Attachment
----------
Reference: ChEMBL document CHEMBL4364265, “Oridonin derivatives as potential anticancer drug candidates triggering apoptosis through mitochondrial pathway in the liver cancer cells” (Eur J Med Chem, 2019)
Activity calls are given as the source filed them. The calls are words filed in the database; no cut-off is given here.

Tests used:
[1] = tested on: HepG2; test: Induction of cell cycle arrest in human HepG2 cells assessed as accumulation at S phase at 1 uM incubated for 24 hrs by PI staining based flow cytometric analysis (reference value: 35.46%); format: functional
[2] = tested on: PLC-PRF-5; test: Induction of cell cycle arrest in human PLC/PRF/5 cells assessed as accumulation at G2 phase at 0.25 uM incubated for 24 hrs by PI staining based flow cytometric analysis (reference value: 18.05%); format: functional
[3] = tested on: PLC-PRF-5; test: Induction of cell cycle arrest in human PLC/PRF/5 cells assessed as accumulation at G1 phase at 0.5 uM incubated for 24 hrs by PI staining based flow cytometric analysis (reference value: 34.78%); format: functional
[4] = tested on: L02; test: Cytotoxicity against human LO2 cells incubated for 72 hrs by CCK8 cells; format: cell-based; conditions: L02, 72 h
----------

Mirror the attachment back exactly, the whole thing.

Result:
Reference: ChEMBL document CHEMBL4364265, “Oridonin derivatives as potential anticancer drug candidates triggering apoptosis through mitochondrial pathway in the liver cancer cells” (Eur J Med Chem, 2019)
Activity calls are given as the source filed them. The calls are words filed in the database; no cut-off is given here.

Tests used:
[1] = tested on: HepG2; test: Induction of cell cycle arrest in human HepG2 cells assessed as accumulation at S phase at 1 uM incubated for 24 hrs by PI staining based flow cytometric analysis (reference value: 35.46%); format: functional
[2] = tested on: PLC-PRF-5; test: Induction of cell cycle arrest in human PLC/PRF/5 cells assessed as accumulation at G2 phase at 0.25 uM incubated for 24 hrs by PI staining based flow cytometric analysis (reference value: 18.05%); format: functional
[3] = tested on: PLC-PRF-5; test: Induction of cell cycle arrest in human PLC/PRF/5 cells assessed as accumulation at G1 phase at 0.5 uM incubated for 24 hrs by PI staining based flow cytometric analysis (reference value: 34.78%); format: functional
[4] = tested on: L02; test: Cytotoxicity against human LO2 cells incubated for 72 hrs by CCK8 cells; format: cell-based; conditions: L02, 72 h